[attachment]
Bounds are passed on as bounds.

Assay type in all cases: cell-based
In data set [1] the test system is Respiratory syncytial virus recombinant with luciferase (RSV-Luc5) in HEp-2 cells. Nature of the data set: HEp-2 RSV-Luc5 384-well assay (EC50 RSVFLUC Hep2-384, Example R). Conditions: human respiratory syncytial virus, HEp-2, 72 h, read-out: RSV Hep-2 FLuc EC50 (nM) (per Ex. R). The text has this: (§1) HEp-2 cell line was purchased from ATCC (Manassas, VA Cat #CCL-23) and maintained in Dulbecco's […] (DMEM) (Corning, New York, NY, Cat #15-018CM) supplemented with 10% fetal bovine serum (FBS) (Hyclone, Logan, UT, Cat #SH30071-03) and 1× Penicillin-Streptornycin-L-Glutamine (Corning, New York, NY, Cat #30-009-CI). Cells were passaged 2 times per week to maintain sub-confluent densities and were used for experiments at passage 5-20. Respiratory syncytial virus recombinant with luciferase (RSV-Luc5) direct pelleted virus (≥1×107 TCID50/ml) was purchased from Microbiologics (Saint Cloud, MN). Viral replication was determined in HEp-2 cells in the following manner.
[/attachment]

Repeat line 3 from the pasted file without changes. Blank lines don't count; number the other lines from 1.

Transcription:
In data set [1] the test system is Respiratory syncytial virus recombinant with luciferase (RSV-Luc5) in HEp-2 cells. Nature of the data set: HEp-2 RSV-Luc5 384-well assay (EC50 RSVFLUC Hep2-384, Example R). Conditions: human respiratory syncytial virus, HEp-2, 72 h, read-out: RSV Hep-2 FLuc EC50 (nM) (per Ex. R). The text has this: (§1) HEp-2 cell line was purchased from ATCC (Manassas, VA Cat #CCL-23) and maintained in Dulbecco's […] (DMEM) (Corning, New York, NY, Cat #15-018CM) supplemented with 10% fetal bovine serum (FBS) (Hyclone, Logan, UT, Cat #SH30071-03) and 1× Penicillin-Streptornycin-L-Glutamine (Corning, New York, NY, Cat #30-009-CI). Cells were passaged 2 times per week to maintain sub-confluent densities and were used for experiments at passage 5-20. Respiratory syncytial virus recombinant with luciferase (RSV-Luc5) direct pelleted virus (≥1×107 TCID50/ml) was purchased from Microbiologics (Saint Cloud, MN). Viral replication was determined in HEp-2 cells in the following manner.